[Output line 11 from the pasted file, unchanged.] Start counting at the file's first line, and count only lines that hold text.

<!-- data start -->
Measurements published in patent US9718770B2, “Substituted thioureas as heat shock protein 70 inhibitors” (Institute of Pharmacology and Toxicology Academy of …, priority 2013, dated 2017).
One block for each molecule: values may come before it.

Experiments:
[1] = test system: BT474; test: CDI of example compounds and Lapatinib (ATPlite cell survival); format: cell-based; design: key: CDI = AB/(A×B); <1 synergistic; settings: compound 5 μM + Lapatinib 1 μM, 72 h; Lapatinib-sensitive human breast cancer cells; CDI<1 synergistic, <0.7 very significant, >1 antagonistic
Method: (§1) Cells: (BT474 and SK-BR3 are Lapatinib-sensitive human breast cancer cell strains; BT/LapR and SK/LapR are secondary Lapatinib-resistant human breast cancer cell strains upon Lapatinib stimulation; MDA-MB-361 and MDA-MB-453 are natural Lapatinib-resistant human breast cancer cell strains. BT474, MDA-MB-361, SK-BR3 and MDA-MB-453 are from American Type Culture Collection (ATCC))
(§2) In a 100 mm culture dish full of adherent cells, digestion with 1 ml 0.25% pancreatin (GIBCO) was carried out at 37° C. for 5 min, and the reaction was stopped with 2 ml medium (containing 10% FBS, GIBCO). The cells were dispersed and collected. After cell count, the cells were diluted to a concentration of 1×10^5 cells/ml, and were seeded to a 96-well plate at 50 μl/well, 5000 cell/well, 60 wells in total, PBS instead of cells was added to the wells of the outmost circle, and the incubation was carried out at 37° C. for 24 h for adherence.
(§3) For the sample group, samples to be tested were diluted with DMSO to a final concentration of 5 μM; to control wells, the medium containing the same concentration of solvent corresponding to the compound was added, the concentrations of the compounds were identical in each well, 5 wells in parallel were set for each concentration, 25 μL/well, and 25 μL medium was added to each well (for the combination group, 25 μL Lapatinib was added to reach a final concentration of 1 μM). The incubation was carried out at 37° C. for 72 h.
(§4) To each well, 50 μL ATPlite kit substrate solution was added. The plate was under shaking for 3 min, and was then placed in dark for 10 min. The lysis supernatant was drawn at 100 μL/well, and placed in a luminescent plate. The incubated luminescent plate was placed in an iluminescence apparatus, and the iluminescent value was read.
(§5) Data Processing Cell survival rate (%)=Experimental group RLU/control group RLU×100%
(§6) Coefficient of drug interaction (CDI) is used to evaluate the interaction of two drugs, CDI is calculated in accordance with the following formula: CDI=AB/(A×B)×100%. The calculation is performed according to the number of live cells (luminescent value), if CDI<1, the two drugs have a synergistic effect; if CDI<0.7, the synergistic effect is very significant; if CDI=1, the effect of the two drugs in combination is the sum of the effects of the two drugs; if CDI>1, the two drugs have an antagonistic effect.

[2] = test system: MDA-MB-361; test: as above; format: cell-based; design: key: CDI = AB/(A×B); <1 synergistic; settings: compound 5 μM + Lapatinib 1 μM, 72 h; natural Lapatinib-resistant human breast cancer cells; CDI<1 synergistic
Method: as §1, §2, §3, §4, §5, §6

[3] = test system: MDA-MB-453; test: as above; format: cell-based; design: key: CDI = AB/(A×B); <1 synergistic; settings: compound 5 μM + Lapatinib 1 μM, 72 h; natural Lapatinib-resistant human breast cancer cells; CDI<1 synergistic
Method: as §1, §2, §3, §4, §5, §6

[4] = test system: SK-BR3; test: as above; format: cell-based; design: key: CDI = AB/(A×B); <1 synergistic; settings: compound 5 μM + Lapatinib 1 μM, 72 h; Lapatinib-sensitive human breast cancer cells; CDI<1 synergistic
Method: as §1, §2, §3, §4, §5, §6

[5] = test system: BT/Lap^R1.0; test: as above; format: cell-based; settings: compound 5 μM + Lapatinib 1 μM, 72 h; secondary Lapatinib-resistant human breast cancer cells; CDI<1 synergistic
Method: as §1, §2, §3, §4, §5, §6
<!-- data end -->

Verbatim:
[2] = test system: MDA-MB-361; test: as above; format: cell-based; design: key: CDI = AB/(A×B); <1 synergistic; settings: compound 5 μM + Lapatinib 1 μM, 72 h; natural Lapatinib-resistant human breast cancer cells; CDI<1 synergistic